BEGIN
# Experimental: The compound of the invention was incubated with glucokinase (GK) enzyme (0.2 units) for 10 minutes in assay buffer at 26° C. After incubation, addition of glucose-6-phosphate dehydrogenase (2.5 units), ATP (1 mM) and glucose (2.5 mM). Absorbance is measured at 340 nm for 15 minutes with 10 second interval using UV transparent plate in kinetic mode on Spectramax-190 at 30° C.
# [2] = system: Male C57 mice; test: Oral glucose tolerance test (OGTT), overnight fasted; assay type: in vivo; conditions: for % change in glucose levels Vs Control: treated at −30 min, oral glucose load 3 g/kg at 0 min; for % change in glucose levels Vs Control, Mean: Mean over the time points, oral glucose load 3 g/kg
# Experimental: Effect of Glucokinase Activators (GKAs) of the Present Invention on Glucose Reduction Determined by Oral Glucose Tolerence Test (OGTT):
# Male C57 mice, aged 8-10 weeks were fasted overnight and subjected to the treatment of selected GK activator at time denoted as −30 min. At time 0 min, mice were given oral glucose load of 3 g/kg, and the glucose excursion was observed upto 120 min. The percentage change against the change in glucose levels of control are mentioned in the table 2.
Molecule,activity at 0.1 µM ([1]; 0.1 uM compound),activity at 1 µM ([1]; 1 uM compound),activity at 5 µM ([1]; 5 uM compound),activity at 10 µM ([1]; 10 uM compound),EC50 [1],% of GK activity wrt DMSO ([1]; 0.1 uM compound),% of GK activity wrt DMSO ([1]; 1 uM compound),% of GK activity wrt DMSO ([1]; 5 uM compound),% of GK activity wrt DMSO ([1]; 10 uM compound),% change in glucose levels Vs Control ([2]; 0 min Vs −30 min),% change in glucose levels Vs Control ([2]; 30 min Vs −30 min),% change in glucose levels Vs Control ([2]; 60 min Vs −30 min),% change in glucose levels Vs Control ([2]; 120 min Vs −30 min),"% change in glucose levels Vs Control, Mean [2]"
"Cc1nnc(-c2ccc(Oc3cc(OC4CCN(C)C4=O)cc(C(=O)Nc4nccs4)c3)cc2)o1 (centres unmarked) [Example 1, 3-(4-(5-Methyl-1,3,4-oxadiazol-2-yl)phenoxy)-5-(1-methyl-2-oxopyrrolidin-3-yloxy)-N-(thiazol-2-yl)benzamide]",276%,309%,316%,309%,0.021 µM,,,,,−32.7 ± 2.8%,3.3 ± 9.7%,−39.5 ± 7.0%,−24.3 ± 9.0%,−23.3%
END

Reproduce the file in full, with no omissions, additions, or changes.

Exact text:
# Experimental: The compound of the invention was incubated with glucokinase (GK) enzyme (0.2 units) for 10 minutes in assay buffer at 26° C. After incubation, addition of glucose-6-phosphate dehydrogenase (2.5 units), ATP (1 mM) and glucose (2.5 mM). Absorbance is measured at 340 nm for 15 minutes with 10 second interval using UV transparent plate in kinetic mode on Spectramax-190 at 30° C.
# [2] = system: Male C57 mice; test: Oral glucose tolerance test (OGTT), overnight fasted; assay type: in vivo; conditions: for % change in glucose levels Vs Control: treated at −30 min, oral glucose load 3 g/kg at 0 min; for % change in glucose levels Vs Control, Mean: Mean over the time points, oral glucose load 3 g/kg
# Experimental: Effect of Glucokinase Activators (GKAs) of the Present Invention on Glucose Reduction Determined by Oral Glucose Tolerence Test (OGTT):
# Male C57 mice, aged 8-10 weeks were fasted overnight and subjected to the treatment of selected GK activator at time denoted as −30 min. At time 0 min, mice were given oral glucose load of 3 g/kg, and the glucose excursion was observed upto 120 min. The percentage change against the change in glucose levels of control are mentioned in the table 2.
Molecule,activity at 0.1 µM ([1]; 0.1 uM compound),activity at 1 µM ([1]; 1 uM compound),activity at 5 µM ([1]; 5 uM compound),activity at 10 µM ([1]; 10 uM compound),EC50 [1],% of GK activity wrt DMSO ([1]; 0.1 uM compound),% of GK activity wrt DMSO ([1]; 1 uM compound),% of GK activity wrt DMSO ([1]; 5 uM compound),% of GK activity wrt DMSO ([1]; 10 uM compound),% change in glucose levels Vs Control ([2]; 0 min Vs −30 min),% change in glucose levels Vs Control ([2]; 30 min Vs −30 min),% change in glucose levels Vs Control ([2]; 60 min Vs −30 min),% change in glucose levels Vs Control ([2]; 120 min Vs −30 min),"% change in glucose levels Vs Control, Mean [2]"
"Cc1nnc(-c2ccc(Oc3cc(OC4CCN(C)C4=O)cc(C(=O)Nc4nccs4)c3)cc2)o1 (centres unmarked) [Example 1, 3-(4-(5-Methyl-1,3,4-oxadiazol-2-yl)phenoxy)-5-(1-methyl-2-oxopyrrolidin-3-yloxy)-N-(thiazol-2-yl)benzamide]",276%,309%,316%,309%,0.021 µM,,,,,−32.7 ± 2.8%,3.3 ± 9.7%,−39.5 ± 7.0%,−24.3 ± 9.0%,−23.3%